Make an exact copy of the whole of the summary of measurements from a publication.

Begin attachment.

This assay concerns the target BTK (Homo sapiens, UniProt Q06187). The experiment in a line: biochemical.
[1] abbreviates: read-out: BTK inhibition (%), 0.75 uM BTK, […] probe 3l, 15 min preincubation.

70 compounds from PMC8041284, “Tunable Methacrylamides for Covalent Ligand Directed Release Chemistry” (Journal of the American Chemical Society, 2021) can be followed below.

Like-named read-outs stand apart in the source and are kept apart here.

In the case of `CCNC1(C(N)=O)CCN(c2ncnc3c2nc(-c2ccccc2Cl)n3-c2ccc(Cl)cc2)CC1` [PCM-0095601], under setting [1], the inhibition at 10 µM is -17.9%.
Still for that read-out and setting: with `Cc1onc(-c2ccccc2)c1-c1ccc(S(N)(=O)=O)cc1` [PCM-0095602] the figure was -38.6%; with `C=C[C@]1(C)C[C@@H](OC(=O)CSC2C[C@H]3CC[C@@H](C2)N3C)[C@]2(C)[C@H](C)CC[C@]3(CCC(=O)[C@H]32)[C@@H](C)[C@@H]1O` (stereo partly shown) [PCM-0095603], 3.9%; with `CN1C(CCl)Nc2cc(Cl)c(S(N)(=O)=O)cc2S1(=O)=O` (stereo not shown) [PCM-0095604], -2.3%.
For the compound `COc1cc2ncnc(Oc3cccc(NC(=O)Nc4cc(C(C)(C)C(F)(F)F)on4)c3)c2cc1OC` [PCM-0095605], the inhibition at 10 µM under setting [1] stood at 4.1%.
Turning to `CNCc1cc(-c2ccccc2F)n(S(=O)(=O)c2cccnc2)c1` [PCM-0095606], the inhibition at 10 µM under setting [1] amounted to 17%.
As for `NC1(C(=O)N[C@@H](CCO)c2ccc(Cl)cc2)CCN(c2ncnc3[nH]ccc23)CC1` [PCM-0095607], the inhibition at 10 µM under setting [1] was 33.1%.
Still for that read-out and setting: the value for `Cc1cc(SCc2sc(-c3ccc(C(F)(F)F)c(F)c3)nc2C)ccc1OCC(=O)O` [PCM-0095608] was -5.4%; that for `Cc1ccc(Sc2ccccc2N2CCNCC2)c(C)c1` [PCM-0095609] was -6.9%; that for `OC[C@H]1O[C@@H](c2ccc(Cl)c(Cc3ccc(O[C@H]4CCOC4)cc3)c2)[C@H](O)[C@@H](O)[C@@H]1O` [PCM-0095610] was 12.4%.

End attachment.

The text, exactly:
This assay concerns the target BTK (Homo sapiens, UniProt Q06187). The experiment in a line: biochemical.
[1] abbreviates: read-out: BTK inhibition (%), 0.75 uM BTK, […] probe 3l, 15 min preincubation.

70 compounds from PMC8041284, “Tunable Methacrylamides for Covalent Ligand Directed Release Chemistry” (Journal of the American Chemical Society, 2021) can be followed below.

Like-named read-outs stand apart in the source and are kept apart here.

In the case of `CCNC1(C(N)=O)CCN(c2ncnc3c2nc(-c2ccccc2Cl)n3-c2ccc(Cl)cc2)CC1` [PCM-0095601], under setting [1], the inhibition at 10 µM is -17.9%.
Still for that read-out and setting: with `Cc1onc(-c2ccccc2)c1-c1ccc(S(N)(=O)=O)cc1` [PCM-0095602] the figure was -38.6%; with `C=C[C@]1(C)C[C@@H](OC(=O)CSC2C[C@H]3CC[C@@H](C2)N3C)[C@]2(C)[C@H](C)CC[C@]3(CCC(=O)[C@H]32)[C@@H](C)[C@@H]1O` (stereo partly shown) [PCM-0095603], 3.9%; with `CN1C(CCl)Nc2cc(Cl)c(S(N)(=O)=O)cc2S1(=O)=O` (stereo not shown) [PCM-0095604], -2.3%.
For the compound `COc1cc2ncnc(Oc3cccc(NC(=O)Nc4cc(C(C)(C)C(F)(F)F)on4)c3)c2cc1OC` [PCM-0095605], the inhibition at 10 µM under setting [1] stood at 4.1%.
Turning to `CNCc1cc(-c2ccccc2F)n(S(=O)(=O)c2cccnc2)c1` [PCM-0095606], the inhibition at 10 µM under setting [1] amounted to 17%.
As for `NC1(C(=O)N[C@@H](CCO)c2ccc(Cl)cc2)CCN(c2ncnc3[nH]ccc23)CC1` [PCM-0095607], the inhibition at 10 µM under setting [1] was 33.1%.
Still for that read-out and setting: the value for `Cc1cc(SCc2sc(-c3ccc(C(F)(F)F)c(F)c3)nc2C)ccc1OCC(=O)O` [PCM-0095608] was -5.4%; that for `Cc1ccc(Sc2ccccc2N2CCNCC2)c(C)c1` [PCM-0095609] was -6.9%; that for `OC[C@H]1O[C@@H](c2ccc(Cl)c(Cc3ccc(O[C@H]4CCOC4)cc3)c2)[C@H](O)[C@@H](O)[C@@H]1O` [PCM-0095610] was 12.4%.